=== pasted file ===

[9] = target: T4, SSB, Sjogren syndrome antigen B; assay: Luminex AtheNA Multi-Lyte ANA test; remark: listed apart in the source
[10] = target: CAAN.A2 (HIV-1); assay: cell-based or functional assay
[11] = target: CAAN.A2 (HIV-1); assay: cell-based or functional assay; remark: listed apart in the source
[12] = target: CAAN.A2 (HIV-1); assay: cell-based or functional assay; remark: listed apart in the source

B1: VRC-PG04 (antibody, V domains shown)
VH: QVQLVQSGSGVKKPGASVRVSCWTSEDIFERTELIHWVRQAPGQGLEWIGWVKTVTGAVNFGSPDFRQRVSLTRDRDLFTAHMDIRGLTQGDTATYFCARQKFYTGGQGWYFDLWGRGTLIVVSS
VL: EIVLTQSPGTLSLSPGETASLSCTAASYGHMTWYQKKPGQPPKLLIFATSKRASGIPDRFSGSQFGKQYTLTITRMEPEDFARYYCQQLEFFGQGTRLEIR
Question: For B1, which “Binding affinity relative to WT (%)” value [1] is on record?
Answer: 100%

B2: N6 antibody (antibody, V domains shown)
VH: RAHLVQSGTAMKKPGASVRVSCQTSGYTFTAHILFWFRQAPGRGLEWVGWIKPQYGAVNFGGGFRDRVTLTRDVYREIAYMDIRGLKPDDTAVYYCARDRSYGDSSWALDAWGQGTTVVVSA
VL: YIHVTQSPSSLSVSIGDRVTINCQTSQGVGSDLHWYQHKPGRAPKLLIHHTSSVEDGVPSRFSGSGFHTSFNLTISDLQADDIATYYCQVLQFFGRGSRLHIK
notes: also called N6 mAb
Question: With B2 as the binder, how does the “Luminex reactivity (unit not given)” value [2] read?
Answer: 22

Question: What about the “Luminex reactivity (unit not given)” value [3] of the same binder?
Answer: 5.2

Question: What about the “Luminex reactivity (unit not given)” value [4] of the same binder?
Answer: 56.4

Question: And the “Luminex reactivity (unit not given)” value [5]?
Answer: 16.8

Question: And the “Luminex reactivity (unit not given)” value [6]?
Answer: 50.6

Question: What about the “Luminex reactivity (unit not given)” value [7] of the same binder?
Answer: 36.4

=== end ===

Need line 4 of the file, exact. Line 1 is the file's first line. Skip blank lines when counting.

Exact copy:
[12] = target: CAAN.A2 (HIV-1); assay: cell-based or functional assay; remark: listed apart in the source